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Stavrou v. Destination Boat Clubs, Inc.

Florida Court of Appeals, Second District

May 31, 2017

PETER THOMAS STAVROU, ALEXANDRA STAVROU, and BESSY STAVROU, Appellants,
v.
DESTINATION BOAT CLUBS, INC.; and ISLAND BREEZE BOAT CLUB AND RENTAL, INC., Appellees.

         NOT FINAL UNTIL TIME EXPIRES TO FILE REHEARING MOTION AND, IF FILED, DETERMINED

         Appeal from the Circuit Court for Lee County; Keith R. Kyle, Judge.

          Jack C. Morgan, III of Roetzel & Andress, LPA, Fort Myers, for Appellants.

          Dennis L. Avery of Avery, Whigham & Winesett, P.A., Fort Myers, for Appellee Destination Boat Clubs, Inc.

          No appearance for remaining Appellee.

          MORRIS, Judge.

         Peter Thomas Stavrou, Alexandra Stavrou, and Bessy Stavrou appeal from a final judgment upon impleader wherein the circuit court awarded Destination Boat Clubs, Inc. (Destination), a total of $59, 900 in proceedings supplementary. For the reasons explained herein, we affirm in part and reverse in part.

         The proceedings supplementary award was based on the final judgment entered in a breach of contract action between Destination and Island Breeze Boat Club and Rental, Inc. (Island Breeze). Peter Stavrou was the sole officer and shareholder of Island Breeze. Judgment was rendered in favor of Destination in the breach of contract action, and the circuit court awarded $10, 000 (the equivalent of Destination's escrow deposit) plus an award of attorneys' fees and costs in the amount of $36, 552.90. Destination thereafter impleaded the three Stavrous individually and initiated the proceedings supplementary, arguing that Peter improperly withheld the escrow deposit as well as $23, 000 that Island Breeze earned from boat sales and that Peter improperly transferred $26, 900 from Island Breeze's bank account to a joint bank account shared by the three Stavrous. Ultimately, the circuit court entered the order on appeal, concluding (1) that Peter violated his fiduciary duties by keeping the $10, 000 escrow deposit, thereby preventing Destination from recovering at least a portion of the final judgment, (2) that Peter engaged in fraudulent transfers of the $10, 000 deposit, the $23, 000 earned from the boat sales, and the $26, 900 that was moved from the Island Breeze bank account to the Stavrous' joint bank account, and (3) that Peter's actions justified piercing the corporate veil. The effect of the circuit court's order was to award all of the improperly transferred monies to Destination. Peter was held liable for the entire amount of the judgment while Alexandra and Bessy were held jointly and severally liable only for the $26, 900.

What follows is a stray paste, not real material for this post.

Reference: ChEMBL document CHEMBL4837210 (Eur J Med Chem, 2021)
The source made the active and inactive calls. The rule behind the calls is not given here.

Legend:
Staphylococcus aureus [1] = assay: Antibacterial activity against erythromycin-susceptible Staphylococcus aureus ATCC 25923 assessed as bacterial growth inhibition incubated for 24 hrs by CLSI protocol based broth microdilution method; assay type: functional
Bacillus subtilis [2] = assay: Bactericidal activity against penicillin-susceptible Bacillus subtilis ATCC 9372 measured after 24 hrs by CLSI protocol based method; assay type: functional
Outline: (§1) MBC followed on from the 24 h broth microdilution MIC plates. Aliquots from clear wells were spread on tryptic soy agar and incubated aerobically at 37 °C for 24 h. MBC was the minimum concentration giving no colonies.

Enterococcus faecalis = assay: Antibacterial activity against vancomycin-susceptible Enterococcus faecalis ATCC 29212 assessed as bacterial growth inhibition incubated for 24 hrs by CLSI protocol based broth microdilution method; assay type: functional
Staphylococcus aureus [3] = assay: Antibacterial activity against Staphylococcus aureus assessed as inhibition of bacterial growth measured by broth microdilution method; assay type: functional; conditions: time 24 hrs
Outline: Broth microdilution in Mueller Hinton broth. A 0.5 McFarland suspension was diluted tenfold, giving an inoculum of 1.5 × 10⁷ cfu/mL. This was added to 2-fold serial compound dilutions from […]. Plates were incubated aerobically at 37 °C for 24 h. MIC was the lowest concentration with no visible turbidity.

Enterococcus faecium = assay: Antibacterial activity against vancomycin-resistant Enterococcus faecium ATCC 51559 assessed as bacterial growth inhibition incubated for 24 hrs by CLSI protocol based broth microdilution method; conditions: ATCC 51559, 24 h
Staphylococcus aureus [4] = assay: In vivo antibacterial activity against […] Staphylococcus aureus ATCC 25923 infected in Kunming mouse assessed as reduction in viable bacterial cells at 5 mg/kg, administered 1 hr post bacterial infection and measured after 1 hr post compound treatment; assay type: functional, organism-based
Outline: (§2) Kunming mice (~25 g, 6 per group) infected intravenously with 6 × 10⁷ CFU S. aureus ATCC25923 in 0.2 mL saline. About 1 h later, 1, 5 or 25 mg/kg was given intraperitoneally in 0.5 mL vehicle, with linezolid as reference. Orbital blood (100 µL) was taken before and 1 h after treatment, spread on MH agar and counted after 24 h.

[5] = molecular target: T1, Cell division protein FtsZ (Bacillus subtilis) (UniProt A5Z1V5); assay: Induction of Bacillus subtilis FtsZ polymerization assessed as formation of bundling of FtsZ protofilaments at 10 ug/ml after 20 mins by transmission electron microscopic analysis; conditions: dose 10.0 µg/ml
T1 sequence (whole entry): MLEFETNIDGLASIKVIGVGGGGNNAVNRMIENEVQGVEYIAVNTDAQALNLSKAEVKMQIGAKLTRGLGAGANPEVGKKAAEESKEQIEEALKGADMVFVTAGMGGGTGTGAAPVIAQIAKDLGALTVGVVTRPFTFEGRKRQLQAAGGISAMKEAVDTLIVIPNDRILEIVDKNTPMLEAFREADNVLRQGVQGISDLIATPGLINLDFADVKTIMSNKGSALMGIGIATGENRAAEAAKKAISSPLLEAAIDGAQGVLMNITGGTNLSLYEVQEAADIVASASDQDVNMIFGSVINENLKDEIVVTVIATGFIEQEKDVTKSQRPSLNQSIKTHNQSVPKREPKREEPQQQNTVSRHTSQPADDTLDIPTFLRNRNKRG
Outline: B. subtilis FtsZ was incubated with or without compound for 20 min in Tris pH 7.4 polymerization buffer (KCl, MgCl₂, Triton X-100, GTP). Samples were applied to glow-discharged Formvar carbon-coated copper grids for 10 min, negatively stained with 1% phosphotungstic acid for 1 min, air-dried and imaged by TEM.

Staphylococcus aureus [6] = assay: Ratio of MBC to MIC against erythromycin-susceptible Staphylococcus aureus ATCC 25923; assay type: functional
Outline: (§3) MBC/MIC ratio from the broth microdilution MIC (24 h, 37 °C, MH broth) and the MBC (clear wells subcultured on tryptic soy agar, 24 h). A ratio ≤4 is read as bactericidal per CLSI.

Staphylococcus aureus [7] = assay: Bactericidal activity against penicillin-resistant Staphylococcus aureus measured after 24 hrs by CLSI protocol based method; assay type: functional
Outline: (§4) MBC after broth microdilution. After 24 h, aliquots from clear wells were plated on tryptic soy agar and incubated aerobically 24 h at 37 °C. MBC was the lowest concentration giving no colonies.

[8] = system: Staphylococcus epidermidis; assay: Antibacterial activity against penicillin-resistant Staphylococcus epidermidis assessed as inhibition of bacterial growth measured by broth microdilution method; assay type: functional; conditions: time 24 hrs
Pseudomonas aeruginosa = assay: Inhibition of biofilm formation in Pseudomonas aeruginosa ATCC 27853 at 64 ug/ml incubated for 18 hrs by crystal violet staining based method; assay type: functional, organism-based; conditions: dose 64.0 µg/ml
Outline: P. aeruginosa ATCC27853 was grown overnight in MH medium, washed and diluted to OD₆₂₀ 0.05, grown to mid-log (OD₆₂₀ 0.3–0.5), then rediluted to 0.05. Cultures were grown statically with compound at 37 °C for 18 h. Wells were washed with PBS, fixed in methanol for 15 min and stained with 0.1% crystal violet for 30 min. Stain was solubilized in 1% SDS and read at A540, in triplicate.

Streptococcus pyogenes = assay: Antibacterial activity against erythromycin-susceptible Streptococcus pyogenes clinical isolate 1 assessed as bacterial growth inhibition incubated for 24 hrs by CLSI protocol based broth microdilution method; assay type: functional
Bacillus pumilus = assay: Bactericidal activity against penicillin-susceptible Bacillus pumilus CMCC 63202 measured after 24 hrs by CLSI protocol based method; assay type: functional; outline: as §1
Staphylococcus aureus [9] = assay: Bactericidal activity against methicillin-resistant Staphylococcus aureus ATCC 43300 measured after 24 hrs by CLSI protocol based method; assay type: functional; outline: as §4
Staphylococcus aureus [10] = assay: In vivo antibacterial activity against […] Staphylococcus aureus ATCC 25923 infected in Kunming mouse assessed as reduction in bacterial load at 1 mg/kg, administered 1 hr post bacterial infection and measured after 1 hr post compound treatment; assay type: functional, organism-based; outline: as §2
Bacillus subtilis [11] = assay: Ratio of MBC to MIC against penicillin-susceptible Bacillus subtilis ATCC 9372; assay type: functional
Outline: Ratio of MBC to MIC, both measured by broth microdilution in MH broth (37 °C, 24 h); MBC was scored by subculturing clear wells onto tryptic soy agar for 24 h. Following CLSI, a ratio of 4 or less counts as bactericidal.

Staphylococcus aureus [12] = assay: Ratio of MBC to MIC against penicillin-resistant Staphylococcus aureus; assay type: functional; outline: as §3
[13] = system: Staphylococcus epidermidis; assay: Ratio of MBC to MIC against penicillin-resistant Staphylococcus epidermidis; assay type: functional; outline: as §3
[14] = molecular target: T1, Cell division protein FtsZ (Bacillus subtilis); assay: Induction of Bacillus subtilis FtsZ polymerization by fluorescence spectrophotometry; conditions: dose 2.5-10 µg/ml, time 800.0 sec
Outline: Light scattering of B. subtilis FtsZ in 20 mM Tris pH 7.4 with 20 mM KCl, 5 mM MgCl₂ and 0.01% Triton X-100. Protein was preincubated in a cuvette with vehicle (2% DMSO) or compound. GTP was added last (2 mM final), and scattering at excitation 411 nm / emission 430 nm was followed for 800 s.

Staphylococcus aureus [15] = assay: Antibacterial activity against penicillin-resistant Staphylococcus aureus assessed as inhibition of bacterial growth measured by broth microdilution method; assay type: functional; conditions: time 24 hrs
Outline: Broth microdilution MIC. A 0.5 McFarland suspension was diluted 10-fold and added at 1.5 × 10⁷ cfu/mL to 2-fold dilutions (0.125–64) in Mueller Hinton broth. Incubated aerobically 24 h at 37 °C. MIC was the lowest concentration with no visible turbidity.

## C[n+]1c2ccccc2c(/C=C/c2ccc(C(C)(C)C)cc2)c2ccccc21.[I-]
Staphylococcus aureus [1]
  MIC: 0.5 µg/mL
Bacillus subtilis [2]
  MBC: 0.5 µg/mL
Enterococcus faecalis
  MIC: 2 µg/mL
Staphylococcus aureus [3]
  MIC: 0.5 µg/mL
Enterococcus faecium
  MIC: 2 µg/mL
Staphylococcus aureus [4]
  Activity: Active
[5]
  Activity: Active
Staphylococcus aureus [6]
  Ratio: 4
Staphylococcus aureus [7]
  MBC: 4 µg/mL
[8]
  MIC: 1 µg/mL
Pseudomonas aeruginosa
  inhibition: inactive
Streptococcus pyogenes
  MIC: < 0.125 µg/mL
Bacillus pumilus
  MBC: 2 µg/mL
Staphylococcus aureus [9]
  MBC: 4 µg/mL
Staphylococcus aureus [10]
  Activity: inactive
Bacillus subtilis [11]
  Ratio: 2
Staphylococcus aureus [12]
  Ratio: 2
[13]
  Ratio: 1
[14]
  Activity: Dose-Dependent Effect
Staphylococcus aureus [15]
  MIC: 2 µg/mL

On appeal, the Stavrous first argue that the circuit court erred by rendering a judgment against Peter in an amount that exceeded the amount that was owed to Destination under the original final judgment, and Destination concedes error on this point. A judgment in an ancillary proceeding[1] should not be entered in excess of the unpaid amount of the underlying judgment. See § 726.109(2), Fla. Stat. (2015) (explaining that "to the extent a [fraudulent] transfer is voidable in an action by a creditor under s. 726.108(1)(a), the creditor may recover judgment for the value of the asset transferred . . . or the amount necessary to satisfy the creditor's claim" (emphasis added)); Mansolillo v. Parties by Lynn, Inc., 753 So.2d 637, 640 (Fla. 3d DCA 2000) (applying section 726.109(2) to a judgment rendered in proceedings supplementary); cf. Sec. Bank, N.A. v. BellSouth Advert. & Publ'g Corp., 679 So.2d 795, 800 (Fla. 3d DCA 1996) (quoting Henry P. Trawick, Jr., Trawick's Florida Practice and Procedure § 33-6, at 559 (1995 ed.), for the proposition that a judgment should not be entered against a garnishee in excess of the unpaid amount on the judgment against a garnishment defendant "or in excess of the garnishee's liability to the garnishment defendant" (emphasis omitted)). And here, the underlying judgment was for $46, 552.90 ($10, 000 for the escrow deposit plus $36, 552.90 for attorneys' fees and costs). However, we agree that Destination is entitled to recover prejudgment interest running from the date of loss. See Argonaut Ins. Co. v. May Plumbing Co., 474 So.2d 212, 215 (Fla. 1985); Mansolillo, 753 So.2d at 640. Consequently, we reverse the final judgment upon impleader in part as against Peter. We affirm the final judgment upon impleader as against Alexandra and Bessy.[2] On remand, the circuit court should enter an amended final judgment upon impleader that reflects a judgment against Peter in an amount of $46, 552.90 plus any prejudgment interest that has accrued from the various dates of loss. The judgment against Alexandra and Bessy jointly and severally for $26, 900 should remain unchanged. We find no merit in the other two points raised by the Stavrous in this appeal.

         Affirmed in part, reversed in part, and remanded for proceedings in conformance herewith.

          WALLACE and ROTHSTEIN-YOUAKIM, JJ., Concur.

---------

Notes:

[1]The proceedings supplementary in this case were ancillary postjudgment proceedings wherein Destination sought to recover fraudulently transferred monies. We reject the Stavrous' contention to the contrary. See Nat'l Auto Serv. Ctrs., Inc. v. F/R 550, LLC, 192 So.3d 498, 502 (Fla. 2d DCA 2016); Nat&#3 ...


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